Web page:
The White House is Prepping for the Most Violent Space Weather Imaginable

The sun emitting potentially dangerous solar flares.

The sun emitting potentially dangerous solar flares. NASA

Featured eBooks

The Government's Artificial Intelligence Reality
What’s Next for Federal Customer Experience
What's Next for Government Data

Here’s the plan for responding to a destructive solar storm.

The Earth’s most expensive natural disasters on record include earthquakes, hurricanes and tsunamis, but the White House is focused on a far costlier disaster emanating from space.

In November, the White House’s National Science and Technology Council released its National Space Weather Action Plan outlining how the federal government might respond to a solar storm, the term used to describe varying bursts of energy released by the sun.

According to researchers, an extreme enough solar storm could cripple the world’s electronic and satellite systems, potentially causing financial damages tallying over $2 trillion.

Comparatively, the most expensive natural disaster to date was an earthquake in Japan in 2011 – the quake that also caused the Fukushima Nuclear Power Plan to fail – that cost approximately $230 billion.

The new plan, authored by a task force consisting of Department of Homeland Security, White House and National Oceanic and Atmospheric Administration officials, is pretty clear about the risk solar storms pose.

“These critical infrastructures make up a diverse, complex, interdependent system of systems in which a failure of one could cascade to another,” the report states. “Given the importance of reliable electric power and space-based assets, it is essential that the United States has the ability to protect, mitigate, respond to and recover from the potentially devastating effects of space weather.”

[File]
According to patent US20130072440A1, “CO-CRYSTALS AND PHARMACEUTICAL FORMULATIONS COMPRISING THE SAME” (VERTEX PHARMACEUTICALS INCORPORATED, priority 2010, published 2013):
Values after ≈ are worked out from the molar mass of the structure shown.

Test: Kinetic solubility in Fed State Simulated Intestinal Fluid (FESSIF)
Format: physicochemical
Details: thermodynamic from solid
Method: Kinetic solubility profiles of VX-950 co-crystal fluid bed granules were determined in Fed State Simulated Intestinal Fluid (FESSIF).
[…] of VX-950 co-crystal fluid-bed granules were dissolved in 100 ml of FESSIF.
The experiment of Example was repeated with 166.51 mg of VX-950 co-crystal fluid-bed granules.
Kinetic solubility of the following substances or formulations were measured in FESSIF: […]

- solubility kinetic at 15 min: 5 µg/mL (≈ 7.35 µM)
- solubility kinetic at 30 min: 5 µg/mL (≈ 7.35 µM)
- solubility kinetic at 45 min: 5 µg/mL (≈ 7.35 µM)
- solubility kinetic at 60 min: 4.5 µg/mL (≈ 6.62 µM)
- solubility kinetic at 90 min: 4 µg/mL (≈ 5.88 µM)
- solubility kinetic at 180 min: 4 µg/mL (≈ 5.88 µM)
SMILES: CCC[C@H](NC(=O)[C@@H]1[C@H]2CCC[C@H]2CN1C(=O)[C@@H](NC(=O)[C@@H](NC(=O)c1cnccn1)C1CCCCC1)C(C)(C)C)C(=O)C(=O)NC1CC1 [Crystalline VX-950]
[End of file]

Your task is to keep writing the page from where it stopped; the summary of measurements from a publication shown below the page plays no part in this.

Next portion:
The plan sets benchmarks for space-weather events and calls for improvements in forecasting space-weather phenomena, greater international cooperation and improved assessment modeling.

The plan relies heavily on data NOAA collects from two satellites located 1 million miles away from Earth that act much like an early warning system, relaying data back to scientists on Earth when they detect a solar storm.

The first, the Advanced Composition Explorer, is actually 17 years old and will be phased out and replaced by the Deep Space Climate Observatory satellite, or DSCOVR, very soon.

DSCOVR is a refrigerator-sized spacecraft launched in February that will give scientists up to an hour’s notice of extreme solar weather, providing higher-quality measurements of solar magnetic storms and solar wind data than ACE.

In October, NOAA took control of DSCOVR from NASA, which launched the satellite, and is optimizing the satellite before it becomes fully operational. The NOAA Space Weather Prediction Center, which continuously monitors the sun, factors into the action plan as well, providing the initial notification that a solar flare or storm occurs.

That initial warning allows up to a 15-hour window to prepare the Earth’s communication, power and satellite systems in the event of a serious solar storm.

Still, the White House’s action plan is “only the first step,” as the document itself states. The next steps will be involving more domestic and international partners, which will include both industry and other governments.

“The federal government alone cannot effectively prepare the nation for space weather; significant effort must go into engaging the broader community,” the plan states.